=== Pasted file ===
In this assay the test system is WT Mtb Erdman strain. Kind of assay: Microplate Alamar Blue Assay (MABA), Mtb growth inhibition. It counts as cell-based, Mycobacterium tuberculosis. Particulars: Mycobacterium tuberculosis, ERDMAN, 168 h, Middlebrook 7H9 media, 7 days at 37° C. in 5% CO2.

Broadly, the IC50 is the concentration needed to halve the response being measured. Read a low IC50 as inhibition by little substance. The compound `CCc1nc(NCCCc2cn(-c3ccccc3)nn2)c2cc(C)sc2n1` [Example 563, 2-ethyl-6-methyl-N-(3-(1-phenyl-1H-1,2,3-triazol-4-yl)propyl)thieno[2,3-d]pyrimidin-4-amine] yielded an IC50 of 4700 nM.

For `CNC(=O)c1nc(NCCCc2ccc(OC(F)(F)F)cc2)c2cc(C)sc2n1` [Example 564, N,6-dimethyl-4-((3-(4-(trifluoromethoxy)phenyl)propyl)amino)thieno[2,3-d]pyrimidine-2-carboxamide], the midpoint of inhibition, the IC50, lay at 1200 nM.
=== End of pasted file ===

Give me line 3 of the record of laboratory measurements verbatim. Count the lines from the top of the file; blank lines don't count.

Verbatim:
For `CNC(=O)c1nc(NCCCc2ccc(OC(F)(F)F)cc2)c2cc(C)sc2n1` [Example 564, N,6-dimethyl-4-((3-(4-(trifluoromethoxy)phenyl)propyl)amino)thieno[2,3-d]pyrimidine-2-carboxamide], the midpoint of inhibition, the IC50, lay at 1200 nM.